The process of understanding speech with lipreading

A while back I underwent a test called the IOWA-test at Briskeby. Briskeby is a state-funded research and education center for deaf and hard of hearing. The IOWA-test shows to what extent someone utilizes the technique of lipreading in the process of understanding verbal communication. I scored 50% (with no audio). I will post that and other documentations here as soon as I get around to prep them for this blog…What dawned on me today is that I use the same method for compensating my lack of hearing with the lipreading as I do with the audio that I’m capable of capturing.

To explain it I need to use the analogy of a computer that understand speech:

When I meet someone new, I immediately start recording their speech. Then I decode their speech: The intonation, the accent, the dialect, the volume, the size of their voice, the frequencies and more (than I’m aware of myself I’m sure).

This is a constant process in my interaction with people.

The recordings are put into a database (ie. my own memory). As someone speaks, I pick up similar pieces from the database to compare what I just heard with what my database has recorded. If it’s a probable match, I assume I perceived it correctly.

If it’s an unknown word of phrase, I record and save in my database after making sure I understood correctly.

If I’m mistaken, I correct my database, or add a new recording for the purpose of being able to compare that word spoken in that particular manner at a later time.

Ok, that’s the basics of the guesswork I do when audio isn’t 100% (which is almost never).

With the lipreading it’s a little simpler, but the process is the same. I record a video of facial expressions along with lip, jaw and tongue postions/movements.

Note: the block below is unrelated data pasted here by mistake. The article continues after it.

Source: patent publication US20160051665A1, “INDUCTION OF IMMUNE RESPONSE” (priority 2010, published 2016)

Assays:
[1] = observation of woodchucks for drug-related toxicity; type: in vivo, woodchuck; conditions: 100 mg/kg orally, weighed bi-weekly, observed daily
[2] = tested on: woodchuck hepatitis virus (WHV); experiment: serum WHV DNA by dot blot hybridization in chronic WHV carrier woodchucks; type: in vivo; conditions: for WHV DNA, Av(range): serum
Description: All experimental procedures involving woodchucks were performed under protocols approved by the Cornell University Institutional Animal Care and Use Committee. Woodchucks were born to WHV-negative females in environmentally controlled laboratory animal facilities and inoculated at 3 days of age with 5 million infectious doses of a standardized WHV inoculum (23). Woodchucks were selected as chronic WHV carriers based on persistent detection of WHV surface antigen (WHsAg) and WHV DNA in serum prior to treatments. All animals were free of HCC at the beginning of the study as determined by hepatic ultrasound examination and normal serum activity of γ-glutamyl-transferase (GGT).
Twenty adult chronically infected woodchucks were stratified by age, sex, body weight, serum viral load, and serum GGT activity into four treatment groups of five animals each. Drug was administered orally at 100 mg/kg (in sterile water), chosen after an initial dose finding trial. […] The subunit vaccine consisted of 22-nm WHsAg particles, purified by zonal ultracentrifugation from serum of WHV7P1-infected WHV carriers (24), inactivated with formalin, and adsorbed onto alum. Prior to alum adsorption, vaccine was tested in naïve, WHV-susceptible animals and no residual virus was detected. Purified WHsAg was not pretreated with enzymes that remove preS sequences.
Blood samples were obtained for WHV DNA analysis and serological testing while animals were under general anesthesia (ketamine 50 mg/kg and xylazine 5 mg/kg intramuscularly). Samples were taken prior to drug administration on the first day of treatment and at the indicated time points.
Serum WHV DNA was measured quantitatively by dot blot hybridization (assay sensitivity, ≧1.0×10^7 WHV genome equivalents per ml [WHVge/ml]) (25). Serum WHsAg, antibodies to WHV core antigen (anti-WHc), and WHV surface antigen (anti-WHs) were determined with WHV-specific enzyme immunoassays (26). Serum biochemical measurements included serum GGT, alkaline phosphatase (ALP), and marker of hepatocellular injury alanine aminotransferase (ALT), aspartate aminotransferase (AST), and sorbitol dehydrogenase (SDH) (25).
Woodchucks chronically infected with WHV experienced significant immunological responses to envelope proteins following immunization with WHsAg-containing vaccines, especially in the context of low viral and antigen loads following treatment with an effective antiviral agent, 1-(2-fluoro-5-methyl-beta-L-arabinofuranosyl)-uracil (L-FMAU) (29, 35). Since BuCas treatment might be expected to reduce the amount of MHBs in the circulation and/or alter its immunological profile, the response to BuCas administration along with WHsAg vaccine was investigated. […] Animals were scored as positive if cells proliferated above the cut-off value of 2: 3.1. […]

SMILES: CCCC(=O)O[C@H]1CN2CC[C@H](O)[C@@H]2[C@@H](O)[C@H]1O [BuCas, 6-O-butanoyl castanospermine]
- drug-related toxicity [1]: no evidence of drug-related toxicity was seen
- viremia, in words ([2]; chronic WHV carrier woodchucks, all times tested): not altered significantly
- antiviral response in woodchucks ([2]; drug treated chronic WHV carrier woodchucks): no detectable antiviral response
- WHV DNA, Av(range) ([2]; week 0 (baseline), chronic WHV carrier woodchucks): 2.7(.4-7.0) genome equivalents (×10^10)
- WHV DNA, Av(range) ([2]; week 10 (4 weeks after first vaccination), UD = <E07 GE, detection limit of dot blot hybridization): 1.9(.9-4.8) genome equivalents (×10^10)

When someone I know well, suddenly talks a different language, I always get huge problems in guessing what they say. It usually takes several repetitions and an additional explanation or translation before I’m able to put together all the segments of the word that I did not perceive.

The better I get to know people and the better they get to know how they can facilitate their speech for me, the better the rate of guessing correct by using pieces from my database.

For someone to facilitate speech for me means that they take a pause if something noisy comes by, like a streetcar or a bus. It means that they don’t cover their mouth with a cup of coffee or a glass or their hand etc. etc.

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Nagging pays off

Last week I received the first letter from Rikshospitalet. They stated that I was eligible for a CI-operation, and that they guarantee that I get the operation before january 2010. Whee! NOT…

Well, actually it’s good news. One small step has been made.

Now I need to figure how to speed things up, I don’t plan to wait 3 years for my hearing to get back. First I’ll check rules for applying other hospitals in Norway, I hear Haukeland in Bergen has shorter waiting lists… Also I want to check Swedish, Danish and English hospitals…. But special rules apply for surgeries outside Norway. I’m probably not eligible for that unless Rikshospitalet exceed their own guarantee about operating on me before 2010. But will exhaust and check out all possibilities…

 In the meantime I’m trying hard to figure out how to live a “balanced” life. Maybe I’m trying too hard… Damn, I’m tired sometimes….